The Norman Rockwell of American Sculpture –
J. Seward Johnson Jr., American realist
“Realism has the capacity to reach everyone; there is no age barrier, no culture barrier. As the breadth of communication expands, so does the potency of a particular work.” J. Seward Johnson Jr.
J. Seward Johnson Jr., born in 1930, is the grandson of the founder of Johnson & Johnson Co. After a career in painting, Johnson turned to sculpting in 1968. Thirty-eight years later, Johnson has designed and created more than 250 life-size bronze sculptures in countries throughout North America, Europe, Asia and Australia. Johnson’s sculptures can be found in private collections and museums such as the Rockefeller Center and the Liberty plaza in New York, the Les Halles in Paris, and Via Condotti in Rome. He also has works on display in Los Angeles, Chicago, Washington D.C. and London.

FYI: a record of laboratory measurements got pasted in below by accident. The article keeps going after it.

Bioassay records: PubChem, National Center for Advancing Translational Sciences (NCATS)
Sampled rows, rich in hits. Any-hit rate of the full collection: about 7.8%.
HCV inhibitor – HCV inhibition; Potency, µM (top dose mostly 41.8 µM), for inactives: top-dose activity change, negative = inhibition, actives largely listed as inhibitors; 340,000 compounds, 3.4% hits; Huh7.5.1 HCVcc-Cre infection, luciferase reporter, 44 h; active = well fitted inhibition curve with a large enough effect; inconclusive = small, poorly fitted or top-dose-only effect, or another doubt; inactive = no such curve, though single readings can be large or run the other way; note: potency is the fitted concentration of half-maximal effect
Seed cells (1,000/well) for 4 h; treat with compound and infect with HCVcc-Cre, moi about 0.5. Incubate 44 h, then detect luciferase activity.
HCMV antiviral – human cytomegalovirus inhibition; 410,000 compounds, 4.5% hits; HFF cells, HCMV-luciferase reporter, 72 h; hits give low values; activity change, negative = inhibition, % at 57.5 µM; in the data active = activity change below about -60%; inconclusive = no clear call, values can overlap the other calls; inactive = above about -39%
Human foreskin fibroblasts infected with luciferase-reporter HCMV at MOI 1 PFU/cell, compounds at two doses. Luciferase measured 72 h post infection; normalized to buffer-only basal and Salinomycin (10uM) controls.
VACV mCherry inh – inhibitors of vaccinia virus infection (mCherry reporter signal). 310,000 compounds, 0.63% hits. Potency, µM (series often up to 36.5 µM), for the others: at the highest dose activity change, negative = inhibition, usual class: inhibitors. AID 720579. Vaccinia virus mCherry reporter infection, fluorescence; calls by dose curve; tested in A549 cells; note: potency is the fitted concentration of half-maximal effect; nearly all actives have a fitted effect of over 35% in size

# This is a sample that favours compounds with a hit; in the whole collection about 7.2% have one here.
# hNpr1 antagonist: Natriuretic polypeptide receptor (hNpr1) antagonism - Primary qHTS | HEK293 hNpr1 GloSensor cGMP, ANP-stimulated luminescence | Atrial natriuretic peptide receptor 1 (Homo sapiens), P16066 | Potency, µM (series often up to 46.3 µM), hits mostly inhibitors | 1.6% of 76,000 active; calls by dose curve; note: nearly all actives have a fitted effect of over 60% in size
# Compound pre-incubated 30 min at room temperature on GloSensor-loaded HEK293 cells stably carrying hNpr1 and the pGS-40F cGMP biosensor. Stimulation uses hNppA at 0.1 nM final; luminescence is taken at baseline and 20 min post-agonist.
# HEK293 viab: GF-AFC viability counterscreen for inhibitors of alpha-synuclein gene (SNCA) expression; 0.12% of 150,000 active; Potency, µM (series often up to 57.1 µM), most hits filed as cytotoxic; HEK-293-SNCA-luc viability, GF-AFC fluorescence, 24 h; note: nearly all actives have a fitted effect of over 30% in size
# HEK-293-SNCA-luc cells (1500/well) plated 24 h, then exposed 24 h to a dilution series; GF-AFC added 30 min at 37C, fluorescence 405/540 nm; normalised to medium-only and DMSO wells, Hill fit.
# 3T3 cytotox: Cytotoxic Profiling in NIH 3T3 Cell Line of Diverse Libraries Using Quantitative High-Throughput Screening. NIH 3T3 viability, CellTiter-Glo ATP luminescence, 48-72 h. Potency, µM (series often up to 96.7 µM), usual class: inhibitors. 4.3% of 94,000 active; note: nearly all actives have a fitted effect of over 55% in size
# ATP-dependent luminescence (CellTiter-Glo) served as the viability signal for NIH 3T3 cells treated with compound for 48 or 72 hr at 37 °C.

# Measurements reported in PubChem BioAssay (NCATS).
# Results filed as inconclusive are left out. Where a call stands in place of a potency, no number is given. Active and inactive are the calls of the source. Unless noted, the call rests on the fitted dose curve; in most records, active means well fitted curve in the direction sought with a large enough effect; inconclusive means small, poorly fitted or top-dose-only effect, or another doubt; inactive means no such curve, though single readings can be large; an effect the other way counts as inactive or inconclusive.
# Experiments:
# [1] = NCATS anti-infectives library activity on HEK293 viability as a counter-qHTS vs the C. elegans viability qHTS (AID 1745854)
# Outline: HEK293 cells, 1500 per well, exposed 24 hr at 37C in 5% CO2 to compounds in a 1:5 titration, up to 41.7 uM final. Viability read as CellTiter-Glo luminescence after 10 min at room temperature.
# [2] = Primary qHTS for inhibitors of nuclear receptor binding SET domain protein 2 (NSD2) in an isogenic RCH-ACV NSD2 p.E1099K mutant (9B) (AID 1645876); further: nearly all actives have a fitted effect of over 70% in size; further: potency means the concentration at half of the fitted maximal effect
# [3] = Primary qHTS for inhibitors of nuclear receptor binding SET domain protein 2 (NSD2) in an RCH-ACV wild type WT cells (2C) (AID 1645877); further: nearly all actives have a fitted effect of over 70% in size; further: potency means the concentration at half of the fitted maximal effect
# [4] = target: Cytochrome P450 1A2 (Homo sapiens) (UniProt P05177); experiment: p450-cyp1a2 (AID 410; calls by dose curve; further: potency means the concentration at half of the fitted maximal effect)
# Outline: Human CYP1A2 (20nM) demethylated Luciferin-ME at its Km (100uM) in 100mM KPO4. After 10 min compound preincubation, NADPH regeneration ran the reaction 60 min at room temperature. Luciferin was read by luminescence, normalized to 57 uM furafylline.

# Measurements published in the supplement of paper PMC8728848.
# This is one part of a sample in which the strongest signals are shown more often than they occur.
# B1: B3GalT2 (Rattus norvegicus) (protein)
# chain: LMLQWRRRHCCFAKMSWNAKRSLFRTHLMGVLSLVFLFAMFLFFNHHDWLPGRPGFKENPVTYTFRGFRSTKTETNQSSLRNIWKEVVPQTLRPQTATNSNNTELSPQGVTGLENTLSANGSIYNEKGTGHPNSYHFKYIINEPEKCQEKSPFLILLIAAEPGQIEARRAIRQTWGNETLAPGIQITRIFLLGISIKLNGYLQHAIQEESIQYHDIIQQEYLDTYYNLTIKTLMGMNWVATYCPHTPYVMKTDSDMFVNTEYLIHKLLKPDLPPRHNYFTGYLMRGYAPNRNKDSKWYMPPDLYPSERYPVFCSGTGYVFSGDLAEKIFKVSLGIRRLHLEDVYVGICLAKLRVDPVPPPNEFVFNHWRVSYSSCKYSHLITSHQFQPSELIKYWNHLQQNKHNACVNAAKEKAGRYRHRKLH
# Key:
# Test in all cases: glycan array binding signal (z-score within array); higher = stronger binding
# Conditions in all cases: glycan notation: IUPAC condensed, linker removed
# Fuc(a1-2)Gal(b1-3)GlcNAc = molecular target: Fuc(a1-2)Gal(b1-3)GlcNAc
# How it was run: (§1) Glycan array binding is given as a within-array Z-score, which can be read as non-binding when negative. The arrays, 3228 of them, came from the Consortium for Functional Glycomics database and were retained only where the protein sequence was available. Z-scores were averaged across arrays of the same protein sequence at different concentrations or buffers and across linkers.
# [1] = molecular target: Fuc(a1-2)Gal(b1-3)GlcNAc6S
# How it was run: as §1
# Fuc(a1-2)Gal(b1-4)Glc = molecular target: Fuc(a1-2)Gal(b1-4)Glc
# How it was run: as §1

“I use my art to convince you of something that isn’t real. You laugh at yourself because you were taken in, and in that change of your perception, you become vulnerable to the piece and intimate with it in a certain way.”
– J. Seward Johnson, Jr.
The “Man-on-the-Street” series began in the 1980s and continues as Johnson creates new ways to express his subjects.
The City of Carmel purchased life-size sculptures for Carmel’s Arts and Design District in Old Town and Carmel City Center.